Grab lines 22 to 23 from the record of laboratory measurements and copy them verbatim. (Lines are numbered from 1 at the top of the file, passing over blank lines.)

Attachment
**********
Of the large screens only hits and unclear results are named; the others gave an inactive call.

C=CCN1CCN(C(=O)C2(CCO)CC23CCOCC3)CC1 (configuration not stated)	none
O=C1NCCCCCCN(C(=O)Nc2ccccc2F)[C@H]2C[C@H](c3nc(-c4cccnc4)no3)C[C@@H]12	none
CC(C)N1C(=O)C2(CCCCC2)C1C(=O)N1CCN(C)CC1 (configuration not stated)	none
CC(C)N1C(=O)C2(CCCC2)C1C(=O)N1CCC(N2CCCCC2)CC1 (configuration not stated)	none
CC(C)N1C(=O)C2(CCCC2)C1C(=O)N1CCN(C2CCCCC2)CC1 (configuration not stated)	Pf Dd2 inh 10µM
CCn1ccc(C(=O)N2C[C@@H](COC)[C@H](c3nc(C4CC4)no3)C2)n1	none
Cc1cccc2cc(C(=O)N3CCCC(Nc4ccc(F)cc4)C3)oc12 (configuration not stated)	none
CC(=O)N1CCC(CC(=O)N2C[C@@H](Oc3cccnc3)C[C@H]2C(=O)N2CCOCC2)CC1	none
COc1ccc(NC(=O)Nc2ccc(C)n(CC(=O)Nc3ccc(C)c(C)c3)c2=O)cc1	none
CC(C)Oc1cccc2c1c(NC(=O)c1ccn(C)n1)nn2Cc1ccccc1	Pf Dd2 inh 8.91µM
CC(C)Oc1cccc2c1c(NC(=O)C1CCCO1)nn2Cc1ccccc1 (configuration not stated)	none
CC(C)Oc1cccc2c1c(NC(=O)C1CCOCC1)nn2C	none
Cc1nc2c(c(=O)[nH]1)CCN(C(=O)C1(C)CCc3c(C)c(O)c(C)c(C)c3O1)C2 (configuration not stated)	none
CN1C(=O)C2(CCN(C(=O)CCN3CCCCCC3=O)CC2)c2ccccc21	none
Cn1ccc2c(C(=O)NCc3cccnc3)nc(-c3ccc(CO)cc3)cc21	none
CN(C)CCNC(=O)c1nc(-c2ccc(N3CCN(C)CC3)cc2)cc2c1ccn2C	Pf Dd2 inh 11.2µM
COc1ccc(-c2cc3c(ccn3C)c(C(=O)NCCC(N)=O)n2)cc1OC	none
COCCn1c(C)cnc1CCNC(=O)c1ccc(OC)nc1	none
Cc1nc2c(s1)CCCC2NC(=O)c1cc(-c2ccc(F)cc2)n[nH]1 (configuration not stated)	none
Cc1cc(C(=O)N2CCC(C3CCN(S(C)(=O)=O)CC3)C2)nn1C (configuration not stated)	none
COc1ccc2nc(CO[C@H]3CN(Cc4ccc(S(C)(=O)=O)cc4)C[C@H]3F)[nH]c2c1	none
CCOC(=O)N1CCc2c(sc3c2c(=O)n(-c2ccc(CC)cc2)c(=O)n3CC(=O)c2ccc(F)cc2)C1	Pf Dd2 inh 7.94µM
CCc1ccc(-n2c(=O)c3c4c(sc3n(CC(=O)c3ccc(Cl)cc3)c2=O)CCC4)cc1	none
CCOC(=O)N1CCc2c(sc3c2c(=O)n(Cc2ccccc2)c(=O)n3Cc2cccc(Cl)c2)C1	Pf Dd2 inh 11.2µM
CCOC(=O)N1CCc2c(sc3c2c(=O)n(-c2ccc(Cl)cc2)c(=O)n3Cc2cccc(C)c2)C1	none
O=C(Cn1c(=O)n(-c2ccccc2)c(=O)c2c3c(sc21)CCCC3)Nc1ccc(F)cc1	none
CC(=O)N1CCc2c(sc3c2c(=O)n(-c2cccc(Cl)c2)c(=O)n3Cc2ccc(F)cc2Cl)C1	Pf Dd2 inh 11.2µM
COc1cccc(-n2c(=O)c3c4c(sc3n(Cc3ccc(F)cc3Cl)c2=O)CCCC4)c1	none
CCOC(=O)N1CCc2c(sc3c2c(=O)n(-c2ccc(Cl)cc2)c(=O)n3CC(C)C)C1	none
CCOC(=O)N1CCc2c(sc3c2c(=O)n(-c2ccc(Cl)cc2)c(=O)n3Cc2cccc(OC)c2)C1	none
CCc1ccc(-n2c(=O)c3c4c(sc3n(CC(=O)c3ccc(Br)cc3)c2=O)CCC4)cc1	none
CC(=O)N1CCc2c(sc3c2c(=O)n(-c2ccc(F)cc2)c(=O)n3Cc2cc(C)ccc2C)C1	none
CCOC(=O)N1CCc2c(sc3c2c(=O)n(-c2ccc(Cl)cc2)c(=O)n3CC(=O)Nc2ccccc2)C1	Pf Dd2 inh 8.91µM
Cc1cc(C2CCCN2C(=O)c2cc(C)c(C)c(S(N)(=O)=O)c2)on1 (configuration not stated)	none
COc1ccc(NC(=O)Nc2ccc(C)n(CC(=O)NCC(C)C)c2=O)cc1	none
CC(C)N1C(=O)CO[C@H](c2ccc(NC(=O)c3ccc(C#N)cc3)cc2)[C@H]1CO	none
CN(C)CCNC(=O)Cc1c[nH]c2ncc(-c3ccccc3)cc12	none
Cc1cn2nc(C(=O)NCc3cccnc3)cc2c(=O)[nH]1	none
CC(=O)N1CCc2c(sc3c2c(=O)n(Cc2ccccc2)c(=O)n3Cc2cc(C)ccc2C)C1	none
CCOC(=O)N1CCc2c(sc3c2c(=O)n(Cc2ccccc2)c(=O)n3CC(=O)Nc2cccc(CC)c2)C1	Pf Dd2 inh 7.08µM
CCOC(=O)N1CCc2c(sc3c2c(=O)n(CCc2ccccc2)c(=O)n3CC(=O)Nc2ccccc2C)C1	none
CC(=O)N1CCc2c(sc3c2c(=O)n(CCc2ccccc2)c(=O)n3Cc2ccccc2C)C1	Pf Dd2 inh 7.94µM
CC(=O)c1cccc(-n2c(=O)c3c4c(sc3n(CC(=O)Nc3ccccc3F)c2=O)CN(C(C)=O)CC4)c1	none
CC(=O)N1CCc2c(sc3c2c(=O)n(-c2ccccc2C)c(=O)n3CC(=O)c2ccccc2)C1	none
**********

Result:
COc1ccc2nc(CO[C@H]3CN(Cc4ccc(S(C)(=O)=O)cc4)C[C@H]3F)[nH]c2c1	none
CCOC(=O)N1CCc2c(sc3c2c(=O)n(-c2ccc(CC)cc2)c(=O)n3CC(=O)c2ccc(F)cc2)C1	Pf Dd2 inh 7.94µM